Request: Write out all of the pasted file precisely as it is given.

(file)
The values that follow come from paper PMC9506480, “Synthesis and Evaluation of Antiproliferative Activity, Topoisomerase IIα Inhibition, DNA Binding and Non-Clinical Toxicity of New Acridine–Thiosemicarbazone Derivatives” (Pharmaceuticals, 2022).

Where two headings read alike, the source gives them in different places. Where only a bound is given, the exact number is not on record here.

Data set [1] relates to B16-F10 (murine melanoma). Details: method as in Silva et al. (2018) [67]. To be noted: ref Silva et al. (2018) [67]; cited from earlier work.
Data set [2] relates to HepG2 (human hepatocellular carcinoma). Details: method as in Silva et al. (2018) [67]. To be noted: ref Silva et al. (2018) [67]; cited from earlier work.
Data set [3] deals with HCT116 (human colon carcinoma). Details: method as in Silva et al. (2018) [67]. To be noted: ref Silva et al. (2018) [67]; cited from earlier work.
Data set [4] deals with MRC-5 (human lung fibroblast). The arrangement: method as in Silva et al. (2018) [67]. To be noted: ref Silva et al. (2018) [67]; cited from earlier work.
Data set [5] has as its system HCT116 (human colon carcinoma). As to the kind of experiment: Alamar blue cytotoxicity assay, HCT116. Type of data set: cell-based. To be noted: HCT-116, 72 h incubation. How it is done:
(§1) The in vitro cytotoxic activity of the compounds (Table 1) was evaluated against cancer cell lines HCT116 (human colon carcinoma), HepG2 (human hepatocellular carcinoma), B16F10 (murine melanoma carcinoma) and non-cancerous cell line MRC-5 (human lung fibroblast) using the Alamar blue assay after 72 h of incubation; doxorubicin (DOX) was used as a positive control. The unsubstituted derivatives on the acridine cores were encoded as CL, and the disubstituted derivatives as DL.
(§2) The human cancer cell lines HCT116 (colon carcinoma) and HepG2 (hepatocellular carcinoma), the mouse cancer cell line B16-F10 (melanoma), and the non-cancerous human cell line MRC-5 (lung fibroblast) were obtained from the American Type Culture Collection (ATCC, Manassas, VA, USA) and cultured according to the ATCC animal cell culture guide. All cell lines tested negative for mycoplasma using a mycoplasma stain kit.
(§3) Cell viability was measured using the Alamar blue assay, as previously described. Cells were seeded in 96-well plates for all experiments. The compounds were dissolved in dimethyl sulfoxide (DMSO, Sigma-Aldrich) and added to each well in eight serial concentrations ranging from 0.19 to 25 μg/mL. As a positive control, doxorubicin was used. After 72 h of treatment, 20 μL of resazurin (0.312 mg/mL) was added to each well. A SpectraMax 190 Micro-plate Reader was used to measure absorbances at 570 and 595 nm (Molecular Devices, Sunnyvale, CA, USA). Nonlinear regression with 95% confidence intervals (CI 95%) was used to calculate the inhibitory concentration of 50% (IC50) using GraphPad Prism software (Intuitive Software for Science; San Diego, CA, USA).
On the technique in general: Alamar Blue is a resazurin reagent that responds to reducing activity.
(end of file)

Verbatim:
The values that follow come from paper PMC9506480, “Synthesis and Evaluation of Antiproliferative Activity, Topoisomerase IIα Inhibition, DNA Binding and Non-Clinical Toxicity of New Acridine–Thiosemicarbazone Derivatives” (Pharmaceuticals, 2022).

Where two headings read alike, the source gives them in different places. Where only a bound is given, the exact number is not on record here.

Data set [1] relates to B16-F10 (murine melanoma). Details: method as in Silva et al. (2018) [67]. To be noted: ref Silva et al. (2018) [67]; cited from earlier work.
Data set [2] relates to HepG2 (human hepatocellular carcinoma). Details: method as in Silva et al. (2018) [67]. To be noted: ref Silva et al. (2018) [67]; cited from earlier work.
Data set [3] deals with HCT116 (human colon carcinoma). Details: method as in Silva et al. (2018) [67]. To be noted: ref Silva et al. (2018) [67]; cited from earlier work.
Data set [4] deals with MRC-5 (human lung fibroblast). The arrangement: method as in Silva et al. (2018) [67]. To be noted: ref Silva et al. (2018) [67]; cited from earlier work.
Data set [5] has as its system HCT116 (human colon carcinoma). As to the kind of experiment: Alamar blue cytotoxicity assay, HCT116. Type of data set: cell-based. To be noted: HCT-116, 72 h incubation. How it is done:
(§1) The in vitro cytotoxic activity of the compounds (Table 1) was evaluated against cancer cell lines HCT116 (human colon carcinoma), HepG2 (human hepatocellular carcinoma), B16F10 (murine melanoma carcinoma) and non-cancerous cell line MRC-5 (human lung fibroblast) using the Alamar blue assay after 72 h of incubation; doxorubicin (DOX) was used as a positive control. The unsubstituted derivatives on the acridine cores were encoded as CL, and the disubstituted derivatives as DL.
(§2) The human cancer cell lines HCT116 (colon carcinoma) and HepG2 (hepatocellular carcinoma), the mouse cancer cell line B16-F10 (melanoma), and the non-cancerous human cell line MRC-5 (lung fibroblast) were obtained from the American Type Culture Collection (ATCC, Manassas, VA, USA) and cultured according to the ATCC animal cell culture guide. All cell lines tested negative for mycoplasma using a mycoplasma stain kit.
(§3) Cell viability was measured using the Alamar blue assay, as previously described. Cells were seeded in 96-well plates for all experiments. The compounds were dissolved in dimethyl sulfoxide (DMSO, Sigma-Aldrich) and added to each well in eight serial concentrations ranging from 0.19 to 25 μg/mL. As a positive control, doxorubicin was used. After 72 h of treatment, 20 μL of resazurin (0.312 mg/mL) was added to each well. A SpectraMax 190 Micro-plate Reader was used to measure absorbances at 570 and 595 nm (Molecular Devices, Sunnyvale, CA, USA). Nonlinear regression with 95% confidence intervals (CI 95%) was used to calculate the inhibitory concentration of 50% (IC50) using GraphPad Prism software (Intuitive Software for Science; San Diego, CA, USA).
On the technique in general: Alamar Blue is a resazurin reagent that responds to reducing activity.